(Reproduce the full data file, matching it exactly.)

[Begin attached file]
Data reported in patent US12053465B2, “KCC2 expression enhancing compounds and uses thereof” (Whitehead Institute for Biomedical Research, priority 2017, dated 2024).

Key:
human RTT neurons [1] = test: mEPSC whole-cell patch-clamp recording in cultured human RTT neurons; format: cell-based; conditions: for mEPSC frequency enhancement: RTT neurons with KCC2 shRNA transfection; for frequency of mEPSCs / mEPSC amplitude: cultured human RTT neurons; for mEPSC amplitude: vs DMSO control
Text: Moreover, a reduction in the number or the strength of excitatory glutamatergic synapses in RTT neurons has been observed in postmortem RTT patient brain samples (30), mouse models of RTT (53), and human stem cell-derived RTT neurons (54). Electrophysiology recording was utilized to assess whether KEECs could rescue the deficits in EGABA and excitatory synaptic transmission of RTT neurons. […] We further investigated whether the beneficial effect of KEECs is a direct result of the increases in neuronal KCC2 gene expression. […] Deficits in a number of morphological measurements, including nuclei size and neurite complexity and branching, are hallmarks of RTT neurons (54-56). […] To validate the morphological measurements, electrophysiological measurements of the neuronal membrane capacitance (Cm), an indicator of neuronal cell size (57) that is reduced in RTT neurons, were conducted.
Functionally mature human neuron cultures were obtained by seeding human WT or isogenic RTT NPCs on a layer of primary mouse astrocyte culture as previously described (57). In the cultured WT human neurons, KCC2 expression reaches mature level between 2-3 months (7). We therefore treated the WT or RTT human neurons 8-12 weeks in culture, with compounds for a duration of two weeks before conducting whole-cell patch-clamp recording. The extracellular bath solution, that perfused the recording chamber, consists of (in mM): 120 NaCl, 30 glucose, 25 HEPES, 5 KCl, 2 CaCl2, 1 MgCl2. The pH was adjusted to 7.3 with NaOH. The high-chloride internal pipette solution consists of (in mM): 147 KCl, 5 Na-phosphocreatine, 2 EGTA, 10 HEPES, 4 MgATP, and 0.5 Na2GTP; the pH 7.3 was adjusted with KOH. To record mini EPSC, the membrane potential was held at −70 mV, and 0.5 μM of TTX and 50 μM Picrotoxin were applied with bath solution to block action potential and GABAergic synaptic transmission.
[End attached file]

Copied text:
Data reported in patent US12053465B2, “KCC2 expression enhancing compounds and uses thereof” (Whitehead Institute for Biomedical Research, priority 2017, dated 2024).

Key:
human RTT neurons [1] = test: mEPSC whole-cell patch-clamp recording in cultured human RTT neurons; format: cell-based; conditions: for mEPSC frequency enhancement: RTT neurons with KCC2 shRNA transfection; for frequency of mEPSCs / mEPSC amplitude: cultured human RTT neurons; for mEPSC amplitude: vs DMSO control
Text: Moreover, a reduction in the number or the strength of excitatory glutamatergic synapses in RTT neurons has been observed in postmortem RTT patient brain samples (30), mouse models of RTT (53), and human stem cell-derived RTT neurons (54). Electrophysiology recording was utilized to assess whether KEECs could rescue the deficits in EGABA and excitatory synaptic transmission of RTT neurons. […] We further investigated whether the beneficial effect of KEECs is a direct result of the increases in neuronal KCC2 gene expression. […] Deficits in a number of morphological measurements, including nuclei size and neurite complexity and branching, are hallmarks of RTT neurons (54-56). […] To validate the morphological measurements, electrophysiological measurements of the neuronal membrane capacitance (Cm), an indicator of neuronal cell size (57) that is reduced in RTT neurons, were conducted.
Functionally mature human neuron cultures were obtained by seeding human WT or isogenic RTT NPCs on a layer of primary mouse astrocyte culture as previously described (57). In the cultured WT human neurons, KCC2 expression reaches mature level between 2-3 months (7). We therefore treated the WT or RTT human neurons 8-12 weeks in culture, with compounds for a duration of two weeks before conducting whole-cell patch-clamp recording. The extracellular bath solution, that perfused the recording chamber, consists of (in mM): 120 NaCl, 30 glucose, 25 HEPES, 5 KCl, 2 CaCl2, 1 MgCl2. The pH was adjusted to 7.3 with NaOH. The high-chloride internal pipette solution consists of (in mM): 147 KCl, 5 Na-phosphocreatine, 2 EGTA, 10 HEPES, 4 MgATP, and 0.5 Na2GTP; the pH 7.3 was adjusted with KOH. To record mini EPSC, the membrane potential was held at −70 mV, and 0.5 μM of TTX and 50 μM Picrotoxin were applied with bath solution to block action potential and GABAergic synaptic transmission.